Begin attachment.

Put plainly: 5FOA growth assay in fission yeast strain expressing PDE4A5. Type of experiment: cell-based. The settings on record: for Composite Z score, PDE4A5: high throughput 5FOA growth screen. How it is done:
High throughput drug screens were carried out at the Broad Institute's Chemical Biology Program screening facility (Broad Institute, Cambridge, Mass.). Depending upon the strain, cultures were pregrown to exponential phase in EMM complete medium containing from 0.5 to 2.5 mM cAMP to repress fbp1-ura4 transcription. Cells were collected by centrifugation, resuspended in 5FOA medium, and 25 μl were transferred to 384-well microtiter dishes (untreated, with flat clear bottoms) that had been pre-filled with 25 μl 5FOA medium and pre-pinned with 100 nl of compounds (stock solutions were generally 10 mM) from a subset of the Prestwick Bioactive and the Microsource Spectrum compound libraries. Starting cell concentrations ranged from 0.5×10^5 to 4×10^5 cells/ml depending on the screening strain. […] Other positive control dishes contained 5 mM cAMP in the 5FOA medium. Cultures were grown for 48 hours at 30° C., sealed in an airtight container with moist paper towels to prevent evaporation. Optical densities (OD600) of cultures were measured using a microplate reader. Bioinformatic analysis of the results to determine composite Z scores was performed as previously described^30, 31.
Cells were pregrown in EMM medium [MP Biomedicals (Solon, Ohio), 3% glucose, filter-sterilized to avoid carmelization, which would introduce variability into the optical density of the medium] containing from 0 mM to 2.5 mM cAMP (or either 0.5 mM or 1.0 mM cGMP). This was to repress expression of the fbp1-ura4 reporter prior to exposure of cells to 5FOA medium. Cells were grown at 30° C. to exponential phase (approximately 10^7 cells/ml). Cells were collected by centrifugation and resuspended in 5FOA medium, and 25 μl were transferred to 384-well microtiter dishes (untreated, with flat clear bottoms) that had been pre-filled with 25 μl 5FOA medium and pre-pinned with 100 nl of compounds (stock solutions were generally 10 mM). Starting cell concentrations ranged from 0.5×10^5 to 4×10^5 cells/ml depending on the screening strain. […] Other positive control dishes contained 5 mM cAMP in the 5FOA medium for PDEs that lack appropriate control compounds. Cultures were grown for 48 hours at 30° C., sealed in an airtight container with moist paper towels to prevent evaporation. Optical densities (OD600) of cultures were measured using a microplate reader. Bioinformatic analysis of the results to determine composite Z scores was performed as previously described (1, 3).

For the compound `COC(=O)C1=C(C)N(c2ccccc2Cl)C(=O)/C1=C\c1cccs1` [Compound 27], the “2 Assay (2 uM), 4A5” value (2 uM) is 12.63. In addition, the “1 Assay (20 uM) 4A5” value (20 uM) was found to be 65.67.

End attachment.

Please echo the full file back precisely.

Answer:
Put plainly: 5FOA growth assay in fission yeast strain expressing PDE4A5. Type of experiment: cell-based. The settings on record: for Composite Z score, PDE4A5: high throughput 5FOA growth screen. How it is done:
High throughput drug screens were carried out at the Broad Institute's Chemical Biology Program screening facility (Broad Institute, Cambridge, Mass.). Depending upon the strain, cultures were pregrown to exponential phase in EMM complete medium containing from 0.5 to 2.5 mM cAMP to repress fbp1-ura4 transcription. Cells were collected by centrifugation, resuspended in 5FOA medium, and 25 μl were transferred to 384-well microtiter dishes (untreated, with flat clear bottoms) that had been pre-filled with 25 μl 5FOA medium and pre-pinned with 100 nl of compounds (stock solutions were generally 10 mM) from a subset of the Prestwick Bioactive and the Microsource Spectrum compound libraries. Starting cell concentrations ranged from 0.5×10^5 to 4×10^5 cells/ml depending on the screening strain. […] Other positive control dishes contained 5 mM cAMP in the 5FOA medium. Cultures were grown for 48 hours at 30° C., sealed in an airtight container with moist paper towels to prevent evaporation. Optical densities (OD600) of cultures were measured using a microplate reader. Bioinformatic analysis of the results to determine composite Z scores was performed as previously described^30, 31.
Cells were pregrown in EMM medium [MP Biomedicals (Solon, Ohio), 3% glucose, filter-sterilized to avoid carmelization, which would introduce variability into the optical density of the medium] containing from 0 mM to 2.5 mM cAMP (or either 0.5 mM or 1.0 mM cGMP). This was to repress expression of the fbp1-ura4 reporter prior to exposure of cells to 5FOA medium. Cells were grown at 30° C. to exponential phase (approximately 10^7 cells/ml). Cells were collected by centrifugation and resuspended in 5FOA medium, and 25 μl were transferred to 384-well microtiter dishes (untreated, with flat clear bottoms) that had been pre-filled with 25 μl 5FOA medium and pre-pinned with 100 nl of compounds (stock solutions were generally 10 mM). Starting cell concentrations ranged from 0.5×10^5 to 4×10^5 cells/ml depending on the screening strain. […] Other positive control dishes contained 5 mM cAMP in the 5FOA medium for PDEs that lack appropriate control compounds. Cultures were grown for 48 hours at 30° C., sealed in an airtight container with moist paper towels to prevent evaporation. Optical densities (OD600) of cultures were measured using a microplate reader. Bioinformatic analysis of the results to determine composite Z scores was performed as previously described (1, 3).

For the compound `COC(=O)C1=C(C)N(c2ccccc2Cl)C(=O)/C1=C\c1cccs1` [Compound 27], the “2 Assay (2 uM), 4A5” value (2 uM) is 12.63. In addition, the “1 Assay (20 uM) 4A5” value (20 uM) was found to be 65.67.